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"GLBTI Weddings PLUS!"

The Blog of the U.S.'s first GLBTI-specific Wedding and Events firm. Discussion spot for clients and visitors to interact with staff and experts, in an informal forum, regarding Gay Weddings or Same-Sex Marriage, LGBT weddings and Traditional weddings and other issues affecting the GLBTI.

Monday, December 04, 2006

Worldwide trend of acceptance of same-sex marriage -
Global warming to gay rights

Los Angeles Times via MENY Marriage News

The worldwide trend of recognizing same-sexmarriage will likely continue.
By Paula L. Ettelbrick December 4, 2006

While state after state in the U.S. closes its doors to the prospect of same-sex marriage, lesbian and gay relationships have been gaining acceptance in the rest of the world.
Last month, South Africa joined the Netherlands, Belgium, Canada and Spain in opening civil marriage to same-sex couples, allowing them equal economic benefits, legal rights and social status as families. The law, passed by an astounding 230-41 margin in Parliament, was in response to an equally notable unanimous decision last year by the South African Constitutional Court. It ruled that the post- apartheid constitution ensures the dignity and equality of all people — and that includes lesbian and gay couples wishing to affirm their love and commitment through civil marriage.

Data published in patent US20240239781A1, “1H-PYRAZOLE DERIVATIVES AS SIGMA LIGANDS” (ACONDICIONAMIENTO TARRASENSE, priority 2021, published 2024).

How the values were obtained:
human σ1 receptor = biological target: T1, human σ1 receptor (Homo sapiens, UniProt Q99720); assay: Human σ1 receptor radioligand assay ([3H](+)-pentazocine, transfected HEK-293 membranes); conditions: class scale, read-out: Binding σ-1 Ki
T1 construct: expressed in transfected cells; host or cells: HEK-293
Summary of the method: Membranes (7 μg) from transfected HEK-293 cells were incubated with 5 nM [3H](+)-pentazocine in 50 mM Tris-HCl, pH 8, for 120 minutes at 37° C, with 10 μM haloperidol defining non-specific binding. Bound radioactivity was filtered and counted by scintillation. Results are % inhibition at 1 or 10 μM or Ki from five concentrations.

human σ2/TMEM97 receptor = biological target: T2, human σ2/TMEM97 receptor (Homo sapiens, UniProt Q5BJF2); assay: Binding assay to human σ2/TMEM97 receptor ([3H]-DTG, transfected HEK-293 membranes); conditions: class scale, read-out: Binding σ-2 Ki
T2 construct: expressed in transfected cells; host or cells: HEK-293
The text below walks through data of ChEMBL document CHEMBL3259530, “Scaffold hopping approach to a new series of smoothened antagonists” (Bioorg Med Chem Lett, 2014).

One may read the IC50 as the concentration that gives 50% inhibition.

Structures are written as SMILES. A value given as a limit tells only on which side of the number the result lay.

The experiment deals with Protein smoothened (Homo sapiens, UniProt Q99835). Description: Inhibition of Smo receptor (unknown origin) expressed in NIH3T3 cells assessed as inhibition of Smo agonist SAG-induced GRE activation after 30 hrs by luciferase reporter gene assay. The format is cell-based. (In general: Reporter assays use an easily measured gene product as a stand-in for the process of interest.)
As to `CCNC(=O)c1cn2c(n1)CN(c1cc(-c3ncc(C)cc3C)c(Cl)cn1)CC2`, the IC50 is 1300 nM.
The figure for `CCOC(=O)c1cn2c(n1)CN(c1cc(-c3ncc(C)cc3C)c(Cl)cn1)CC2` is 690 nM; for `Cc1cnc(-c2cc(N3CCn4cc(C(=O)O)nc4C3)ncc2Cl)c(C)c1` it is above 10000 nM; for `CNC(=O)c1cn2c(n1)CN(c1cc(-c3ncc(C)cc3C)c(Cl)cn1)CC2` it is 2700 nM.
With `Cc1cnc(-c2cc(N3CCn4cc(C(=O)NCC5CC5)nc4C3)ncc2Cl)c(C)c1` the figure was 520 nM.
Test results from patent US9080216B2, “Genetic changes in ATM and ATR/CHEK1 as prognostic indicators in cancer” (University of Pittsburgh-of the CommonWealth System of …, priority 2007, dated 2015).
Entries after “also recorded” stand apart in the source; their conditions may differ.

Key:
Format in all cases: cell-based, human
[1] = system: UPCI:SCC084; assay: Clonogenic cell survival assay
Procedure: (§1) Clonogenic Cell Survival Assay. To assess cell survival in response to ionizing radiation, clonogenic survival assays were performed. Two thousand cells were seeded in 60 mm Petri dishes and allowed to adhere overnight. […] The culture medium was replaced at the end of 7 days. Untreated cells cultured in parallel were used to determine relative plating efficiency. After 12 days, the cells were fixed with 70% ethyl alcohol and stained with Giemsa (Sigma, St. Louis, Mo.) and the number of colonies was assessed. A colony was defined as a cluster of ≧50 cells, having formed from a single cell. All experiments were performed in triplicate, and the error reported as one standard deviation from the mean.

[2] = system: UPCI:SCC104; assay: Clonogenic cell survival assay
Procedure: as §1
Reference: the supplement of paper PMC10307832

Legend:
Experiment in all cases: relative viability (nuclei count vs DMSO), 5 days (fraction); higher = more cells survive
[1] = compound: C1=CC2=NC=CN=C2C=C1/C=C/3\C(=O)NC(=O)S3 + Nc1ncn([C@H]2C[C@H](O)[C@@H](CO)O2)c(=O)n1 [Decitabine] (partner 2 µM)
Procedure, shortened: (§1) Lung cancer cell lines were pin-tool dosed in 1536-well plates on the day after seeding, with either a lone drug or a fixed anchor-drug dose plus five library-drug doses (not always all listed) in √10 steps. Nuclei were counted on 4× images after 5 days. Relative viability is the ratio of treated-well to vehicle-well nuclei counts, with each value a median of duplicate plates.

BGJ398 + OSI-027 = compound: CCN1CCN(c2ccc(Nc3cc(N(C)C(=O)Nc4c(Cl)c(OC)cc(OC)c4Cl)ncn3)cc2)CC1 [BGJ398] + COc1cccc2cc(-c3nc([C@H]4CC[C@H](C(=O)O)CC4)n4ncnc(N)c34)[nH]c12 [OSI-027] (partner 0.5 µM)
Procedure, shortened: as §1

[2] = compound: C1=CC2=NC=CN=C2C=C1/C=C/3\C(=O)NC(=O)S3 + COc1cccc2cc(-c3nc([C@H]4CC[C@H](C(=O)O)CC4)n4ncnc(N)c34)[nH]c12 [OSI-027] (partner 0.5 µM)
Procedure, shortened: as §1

Days afterward, when faced with five Israeli lesbian and gay couples who had married in Canada, Israel's Supreme Court ruled that the government is required to officially register them as they would any other foreign marriage.

In the U.S., only Massachusetts has enacted full marriage for same-sex couples. Vermont, Connecticut and California have elected to use the less inflammatory terms civil union" or "domestic partnership," and New Jersey is still hashing out its terminology. The majority of the states have laws or constitutional amendments restricting "marriage" to one woman and one man.

Denmark in 1989 became the first nation to legally recognize same-sex relationships, and Norway, Sweden, Iceland and Finland swiftly followed that lead. Much of Europe, including France, Germany, Portugal and Hungary, now recognizes same-sex partnerships for a range of purposes, including inheritance, property and social-benefits rights. Countries in formerly communist blocs — the Czech Republic and Slovenia — recognize partnerships, and Croatia has extended some economic benefits to same-sex couples...


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